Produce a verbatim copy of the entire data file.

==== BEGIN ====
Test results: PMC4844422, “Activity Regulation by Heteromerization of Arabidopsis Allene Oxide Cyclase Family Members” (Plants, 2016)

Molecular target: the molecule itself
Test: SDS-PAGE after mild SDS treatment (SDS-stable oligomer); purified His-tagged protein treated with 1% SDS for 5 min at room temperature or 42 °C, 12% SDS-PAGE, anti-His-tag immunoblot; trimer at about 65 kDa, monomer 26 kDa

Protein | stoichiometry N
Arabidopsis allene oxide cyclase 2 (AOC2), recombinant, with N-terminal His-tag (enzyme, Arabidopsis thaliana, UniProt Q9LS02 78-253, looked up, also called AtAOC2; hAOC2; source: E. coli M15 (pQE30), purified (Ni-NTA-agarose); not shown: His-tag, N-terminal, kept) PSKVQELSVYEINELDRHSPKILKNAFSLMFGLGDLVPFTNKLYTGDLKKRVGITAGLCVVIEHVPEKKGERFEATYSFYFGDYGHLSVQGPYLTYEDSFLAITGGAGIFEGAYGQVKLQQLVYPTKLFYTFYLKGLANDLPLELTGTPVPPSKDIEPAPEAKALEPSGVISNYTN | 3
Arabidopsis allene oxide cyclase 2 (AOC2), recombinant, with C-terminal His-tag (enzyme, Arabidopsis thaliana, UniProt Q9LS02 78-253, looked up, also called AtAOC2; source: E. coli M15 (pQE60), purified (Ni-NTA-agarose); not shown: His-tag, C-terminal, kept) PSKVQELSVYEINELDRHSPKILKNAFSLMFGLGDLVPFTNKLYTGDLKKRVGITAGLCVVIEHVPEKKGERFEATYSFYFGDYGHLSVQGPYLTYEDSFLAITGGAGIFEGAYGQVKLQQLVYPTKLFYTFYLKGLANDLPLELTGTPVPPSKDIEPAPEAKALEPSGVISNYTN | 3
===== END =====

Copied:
Test results: PMC4844422, “Activity Regulation by Heteromerization of Arabidopsis Allene Oxide Cyclase Family Members” (Plants, 2016)

Molecular target: the molecule itself
Test: SDS-PAGE after mild SDS treatment (SDS-stable oligomer); purified His-tagged protein treated with 1% SDS for 5 min at room temperature or 42 °C, 12% SDS-PAGE, anti-His-tag immunoblot; trimer at about 65 kDa, monomer 26 kDa

Protein | stoichiometry N
Arabidopsis allene oxide cyclase 2 (AOC2), recombinant, with N-terminal His-tag (enzyme, Arabidopsis thaliana, UniProt Q9LS02 78-253, looked up, also called AtAOC2; hAOC2; source: E. coli M15 (pQE30), purified (Ni-NTA-agarose); not shown: His-tag, N-terminal, kept) PSKVQELSVYEINELDRHSPKILKNAFSLMFGLGDLVPFTNKLYTGDLKKRVGITAGLCVVIEHVPEKKGERFEATYSFYFGDYGHLSVQGPYLTYEDSFLAITGGAGIFEGAYGQVKLQQLVYPTKLFYTFYLKGLANDLPLELTGTPVPPSKDIEPAPEAKALEPSGVISNYTN | 3
Arabidopsis allene oxide cyclase 2 (AOC2), recombinant, with C-terminal His-tag (enzyme, Arabidopsis thaliana, UniProt Q9LS02 78-253, looked up, also called AtAOC2; source: E. coli M15 (pQE60), purified (Ni-NTA-agarose); not shown: His-tag, C-terminal, kept) PSKVQELSVYEINELDRHSPKILKNAFSLMFGLGDLVPFTNKLYTGDLKKRVGITAGLCVVIEHVPEKKGERFEATYSFYFGDYGHLSVQGPYLTYEDSFLAITGGAGIFEGAYGQVKLQQLVYPTKLFYTFYLKGLANDLPLELTGTPVPPSKDIEPAPEAKALEPSGVISNYTN | 3